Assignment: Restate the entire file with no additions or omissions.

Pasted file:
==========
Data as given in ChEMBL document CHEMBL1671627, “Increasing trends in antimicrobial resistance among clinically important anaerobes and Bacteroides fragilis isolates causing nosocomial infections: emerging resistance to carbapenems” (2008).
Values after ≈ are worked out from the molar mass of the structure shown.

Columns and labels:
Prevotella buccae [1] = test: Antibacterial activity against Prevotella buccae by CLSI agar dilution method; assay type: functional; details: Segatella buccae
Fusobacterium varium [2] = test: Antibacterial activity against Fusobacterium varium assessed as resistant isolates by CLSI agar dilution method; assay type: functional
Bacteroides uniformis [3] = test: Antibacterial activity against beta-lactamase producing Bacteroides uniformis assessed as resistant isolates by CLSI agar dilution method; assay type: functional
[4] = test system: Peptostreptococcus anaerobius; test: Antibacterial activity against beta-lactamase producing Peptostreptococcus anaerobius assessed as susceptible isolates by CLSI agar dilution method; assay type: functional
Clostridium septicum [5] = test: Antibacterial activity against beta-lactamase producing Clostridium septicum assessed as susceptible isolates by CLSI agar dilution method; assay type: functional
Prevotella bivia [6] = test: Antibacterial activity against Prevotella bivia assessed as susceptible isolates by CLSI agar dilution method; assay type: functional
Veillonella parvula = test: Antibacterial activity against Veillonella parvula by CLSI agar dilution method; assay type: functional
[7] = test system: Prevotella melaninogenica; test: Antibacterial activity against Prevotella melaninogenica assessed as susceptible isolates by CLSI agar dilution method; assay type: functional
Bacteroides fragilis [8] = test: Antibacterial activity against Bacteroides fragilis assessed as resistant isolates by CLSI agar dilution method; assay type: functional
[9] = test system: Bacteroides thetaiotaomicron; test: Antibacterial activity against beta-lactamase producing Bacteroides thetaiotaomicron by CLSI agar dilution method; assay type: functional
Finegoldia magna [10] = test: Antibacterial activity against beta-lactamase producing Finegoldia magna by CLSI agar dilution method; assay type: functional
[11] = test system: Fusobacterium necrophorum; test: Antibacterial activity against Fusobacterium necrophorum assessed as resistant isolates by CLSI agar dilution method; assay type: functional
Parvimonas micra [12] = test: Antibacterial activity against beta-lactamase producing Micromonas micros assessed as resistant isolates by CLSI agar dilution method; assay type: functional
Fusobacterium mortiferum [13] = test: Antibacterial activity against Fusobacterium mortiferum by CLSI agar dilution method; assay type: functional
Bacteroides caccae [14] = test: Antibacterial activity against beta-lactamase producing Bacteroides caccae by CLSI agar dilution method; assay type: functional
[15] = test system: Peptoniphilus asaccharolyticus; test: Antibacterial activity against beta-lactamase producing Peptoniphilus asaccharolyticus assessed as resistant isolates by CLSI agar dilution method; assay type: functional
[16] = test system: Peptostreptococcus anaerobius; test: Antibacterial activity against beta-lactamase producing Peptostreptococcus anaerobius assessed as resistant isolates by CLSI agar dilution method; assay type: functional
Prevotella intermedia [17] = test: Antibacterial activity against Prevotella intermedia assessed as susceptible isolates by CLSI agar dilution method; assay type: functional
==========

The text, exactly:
Data as given in ChEMBL document CHEMBL1671627, “Increasing trends in antimicrobial resistance among clinically important anaerobes and Bacteroides fragilis isolates causing nosocomial infections: emerging resistance to carbapenems” (2008).
Values after ≈ are worked out from the molar mass of the structure shown.

Columns and labels:
Prevotella buccae [1] = test: Antibacterial activity against Prevotella buccae by CLSI agar dilution method; assay type: functional; details: Segatella buccae
Fusobacterium varium [2] = test: Antibacterial activity against Fusobacterium varium assessed as resistant isolates by CLSI agar dilution method; assay type: functional
Bacteroides uniformis [3] = test: Antibacterial activity against beta-lactamase producing Bacteroides uniformis assessed as resistant isolates by CLSI agar dilution method; assay type: functional
[4] = test system: Peptostreptococcus anaerobius; test: Antibacterial activity against beta-lactamase producing Peptostreptococcus anaerobius assessed as susceptible isolates by CLSI agar dilution method; assay type: functional
Clostridium septicum [5] = test: Antibacterial activity against beta-lactamase producing Clostridium septicum assessed as susceptible isolates by CLSI agar dilution method; assay type: functional
Prevotella bivia [6] = test: Antibacterial activity against Prevotella bivia assessed as susceptible isolates by CLSI agar dilution method; assay type: functional
Veillonella parvula = test: Antibacterial activity against Veillonella parvula by CLSI agar dilution method; assay type: functional
[7] = test system: Prevotella melaninogenica; test: Antibacterial activity against Prevotella melaninogenica assessed as susceptible isolates by CLSI agar dilution method; assay type: functional
Bacteroides fragilis [8] = test: Antibacterial activity against Bacteroides fragilis assessed as resistant isolates by CLSI agar dilution method; assay type: functional
[9] = test system: Bacteroides thetaiotaomicron; test: Antibacterial activity against beta-lactamase producing Bacteroides thetaiotaomicron by CLSI agar dilution method; assay type: functional
Finegoldia magna [10] = test: Antibacterial activity against beta-lactamase producing Finegoldia magna by CLSI agar dilution method; assay type: functional
[11] = test system: Fusobacterium necrophorum; test: Antibacterial activity against Fusobacterium necrophorum assessed as resistant isolates by CLSI agar dilution method; assay type: functional
Parvimonas micra [12] = test: Antibacterial activity against beta-lactamase producing Micromonas micros assessed as resistant isolates by CLSI agar dilution method; assay type: functional
Fusobacterium mortiferum [13] = test: Antibacterial activity against Fusobacterium mortiferum by CLSI agar dilution method; assay type: functional
Bacteroides caccae [14] = test: Antibacterial activity against beta-lactamase producing Bacteroides caccae by CLSI agar dilution method; assay type: functional
[15] = test system: Peptoniphilus asaccharolyticus; test: Antibacterial activity against beta-lactamase producing Peptoniphilus asaccharolyticus assessed as resistant isolates by CLSI agar dilution method; assay type: functional
[16] = test system: Peptostreptococcus anaerobius; test: Antibacterial activity against beta-lactamase producing Peptostreptococcus anaerobius assessed as resistant isolates by CLSI agar dilution method; assay type: functional
Prevotella intermedia [17] = test: Antibacterial activity against Prevotella intermedia assessed as susceptible isolates by CLSI agar dilution method; assay type: functional